Food for thought, all of this. Thank you!


  • 1 month ago
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Ruth Urquhart
Voice Over: Scottish

Also (to add to the other insightful posts here ) remember that the industry is a many stringed bow and P2PS account for only a fragment of the auditions and work. Put time into marketing yourself, get a website. look at potential clients on the internet and get in touch directly. See which agents have their books open and where you could fit on their roster. Occasionally you will get a job through Mandy or one of the other sites but don't see it as the be all and end all, it isn't. And yes, use it to practise the process but remember as well that liking or disliking a voice is so subjective. What one person loves about a talent's voice, another could hate. In audiobooks I have done where you get reader reviews I have literally had 'this is the worst narrator ever' immediately followed underneath by 'this is the best narrator ever!' Meh. Tass aside the rejection and keep going , you'll get there! :-)


  • 1 month ago
  • 14
Tony Coughlan
Voice Over: Scottish

Exactly Ruth, it’s about an employers personal taste. And what people think is great is purely subjective.

Merry Christmas & A happy new year to all. :)


  • 1 month ago
  • 15
Declan McHugh
Voice Over: English

Nicely put, Ruth. Indeed keep going, but as far as mandy is concerned, after 75 auditions I have (at least temporarily) had enough. I am about to unleash the website and go full pelt into the marketing side. I've enjoyed the incredibly helpful contributions on this website, with very special mentions to Kasper Michaels, Brendan McCoy and Richard Williams, and I'll maybe connect with some of you again in the future. Should anyone want it my email is [email protected] Best of luck out there. Slay it in 2022. Peace, Out.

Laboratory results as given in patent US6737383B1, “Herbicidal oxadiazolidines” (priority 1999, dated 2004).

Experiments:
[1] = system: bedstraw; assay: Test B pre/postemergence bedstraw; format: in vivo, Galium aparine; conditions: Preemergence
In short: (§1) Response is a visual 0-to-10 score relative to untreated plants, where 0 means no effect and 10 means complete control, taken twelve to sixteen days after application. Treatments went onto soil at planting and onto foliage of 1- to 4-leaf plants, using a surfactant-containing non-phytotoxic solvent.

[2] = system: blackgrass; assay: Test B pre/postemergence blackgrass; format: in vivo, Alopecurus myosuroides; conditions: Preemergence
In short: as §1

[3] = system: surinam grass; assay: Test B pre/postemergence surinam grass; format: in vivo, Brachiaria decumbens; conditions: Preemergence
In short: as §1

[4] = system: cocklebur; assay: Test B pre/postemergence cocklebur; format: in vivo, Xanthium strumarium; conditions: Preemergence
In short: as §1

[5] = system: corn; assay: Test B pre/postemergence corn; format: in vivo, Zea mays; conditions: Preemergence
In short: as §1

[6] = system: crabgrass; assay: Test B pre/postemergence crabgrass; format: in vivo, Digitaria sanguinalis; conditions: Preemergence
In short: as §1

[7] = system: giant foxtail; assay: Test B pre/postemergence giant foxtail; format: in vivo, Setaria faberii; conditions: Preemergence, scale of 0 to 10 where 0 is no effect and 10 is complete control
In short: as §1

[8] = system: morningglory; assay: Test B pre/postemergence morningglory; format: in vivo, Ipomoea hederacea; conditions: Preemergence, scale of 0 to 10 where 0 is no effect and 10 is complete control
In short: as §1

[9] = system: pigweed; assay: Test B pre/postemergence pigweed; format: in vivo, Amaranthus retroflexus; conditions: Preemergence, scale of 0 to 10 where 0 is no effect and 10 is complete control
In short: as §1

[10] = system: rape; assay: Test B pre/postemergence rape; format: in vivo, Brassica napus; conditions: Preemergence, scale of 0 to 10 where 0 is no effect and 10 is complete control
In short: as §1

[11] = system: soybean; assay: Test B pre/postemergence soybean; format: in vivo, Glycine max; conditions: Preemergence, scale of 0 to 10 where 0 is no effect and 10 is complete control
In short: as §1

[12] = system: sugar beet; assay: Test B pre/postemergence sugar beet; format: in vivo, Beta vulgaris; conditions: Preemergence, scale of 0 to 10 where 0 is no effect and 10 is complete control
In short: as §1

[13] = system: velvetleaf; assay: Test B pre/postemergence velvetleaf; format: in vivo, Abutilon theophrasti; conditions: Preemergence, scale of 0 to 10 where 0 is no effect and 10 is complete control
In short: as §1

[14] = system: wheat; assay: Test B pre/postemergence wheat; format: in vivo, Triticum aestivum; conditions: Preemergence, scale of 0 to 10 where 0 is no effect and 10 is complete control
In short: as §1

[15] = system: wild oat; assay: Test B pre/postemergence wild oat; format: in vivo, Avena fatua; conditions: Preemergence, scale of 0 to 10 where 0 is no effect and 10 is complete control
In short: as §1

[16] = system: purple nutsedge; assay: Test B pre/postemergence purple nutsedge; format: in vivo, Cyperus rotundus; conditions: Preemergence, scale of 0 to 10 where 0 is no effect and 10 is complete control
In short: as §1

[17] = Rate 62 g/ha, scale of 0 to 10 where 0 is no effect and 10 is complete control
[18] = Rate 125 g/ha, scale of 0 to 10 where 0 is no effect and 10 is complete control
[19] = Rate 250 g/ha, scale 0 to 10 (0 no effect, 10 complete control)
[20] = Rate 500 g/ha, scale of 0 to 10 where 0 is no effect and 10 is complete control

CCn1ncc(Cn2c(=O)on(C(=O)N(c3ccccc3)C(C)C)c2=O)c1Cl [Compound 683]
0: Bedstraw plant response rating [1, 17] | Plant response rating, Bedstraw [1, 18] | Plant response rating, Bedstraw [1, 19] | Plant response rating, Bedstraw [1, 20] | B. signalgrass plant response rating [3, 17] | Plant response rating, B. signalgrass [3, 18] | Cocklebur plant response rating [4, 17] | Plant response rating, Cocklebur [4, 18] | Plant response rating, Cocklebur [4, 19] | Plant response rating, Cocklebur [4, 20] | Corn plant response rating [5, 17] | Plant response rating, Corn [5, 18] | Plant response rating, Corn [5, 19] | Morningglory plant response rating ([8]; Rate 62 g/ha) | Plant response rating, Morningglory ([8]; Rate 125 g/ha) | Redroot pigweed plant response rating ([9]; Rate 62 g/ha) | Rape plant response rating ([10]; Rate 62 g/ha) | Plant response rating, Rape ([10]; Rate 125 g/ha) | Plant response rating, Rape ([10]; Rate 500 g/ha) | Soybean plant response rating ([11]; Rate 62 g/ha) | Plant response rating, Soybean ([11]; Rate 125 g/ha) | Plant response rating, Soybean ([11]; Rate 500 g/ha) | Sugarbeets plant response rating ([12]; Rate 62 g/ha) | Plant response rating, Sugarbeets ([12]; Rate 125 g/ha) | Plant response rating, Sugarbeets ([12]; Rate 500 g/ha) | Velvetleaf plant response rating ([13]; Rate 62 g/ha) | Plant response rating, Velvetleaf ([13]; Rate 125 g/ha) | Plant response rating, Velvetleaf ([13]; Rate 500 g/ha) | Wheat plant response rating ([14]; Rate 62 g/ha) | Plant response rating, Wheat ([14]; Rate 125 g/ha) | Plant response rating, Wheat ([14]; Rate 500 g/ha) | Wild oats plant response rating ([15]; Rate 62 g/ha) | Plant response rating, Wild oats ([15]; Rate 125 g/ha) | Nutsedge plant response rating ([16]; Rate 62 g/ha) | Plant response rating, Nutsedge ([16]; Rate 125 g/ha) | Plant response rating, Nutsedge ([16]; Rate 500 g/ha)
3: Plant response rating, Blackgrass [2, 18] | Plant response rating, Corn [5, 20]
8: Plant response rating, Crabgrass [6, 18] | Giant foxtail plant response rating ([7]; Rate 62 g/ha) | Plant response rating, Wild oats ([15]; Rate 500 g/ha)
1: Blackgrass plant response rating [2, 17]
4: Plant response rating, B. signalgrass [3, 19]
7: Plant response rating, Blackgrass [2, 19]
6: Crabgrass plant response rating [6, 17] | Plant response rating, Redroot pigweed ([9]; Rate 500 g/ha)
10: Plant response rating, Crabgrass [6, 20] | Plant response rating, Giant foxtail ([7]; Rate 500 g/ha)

Declan McHugh


  • 1 month ago
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Mike Mendoza
Voice Over: English

A lot of the time it appears to be hit or miss. I joined Mandy about 4 years ago, sent in dozens of auditions and picked up 3 jobs so far. I have renewed again for this year, dont ask me why.
I have been a radio and TV presenter since 1970, I was commercial producer for a radio station in the 80's and on the 'voice circuit' for a couple of years which at the time was an excellent living. Sadly as far as radio stations are concerned, com prod has totally changed. I used to go from Radio Station to Radio Station all over the country voicing ads, approx 20/30 ads at each station at £10 an add. Visiting at least two stations per day was very nice at the time. Then I qwent back to full time radio bvroadcasting and the voice work dropped off because I didnt have time to do it. I did get several 'bookings' purely from people suddenly tuning into the station and asking me to record stuff for them, including some voices opn movies!! The past few years its been again VERY different and with more and more of us looking for the same work, we have to consider is it worth the outlay. Some may tell you that you have a great voice, give you training, get you to make a showreel all at great cost, but you end up with nothing. I really feel for newcomers to our business, many are being ripped off so PLEASE be aware. Dont go out and buy the best equipment in the market, you could be eventually realising that you made a bad choice, an expensive bad choice. Please dont let me put you off, I wish you the best of luck, but dont be living in a fools paradise.
I have been in his business a long time, I have worked on some of the largest radio stations in the world and I have seen a lot of dissapointment.
But at the end of the day, if you really believe in yourself.... give it a go and i do wish you the best of luck


  • 3 weeks ago
  • 17
Declan McHugh
Voice Over: English

Nice Mike.
You've been there, done that and got the T-Shirt!

Declan


  • 3 weeks ago
  • 18
Mike Mendoza
Voice Over: English

Thanks Declan, Yes I am old!! haha
Good luck to you for the future


  • 3 weeks ago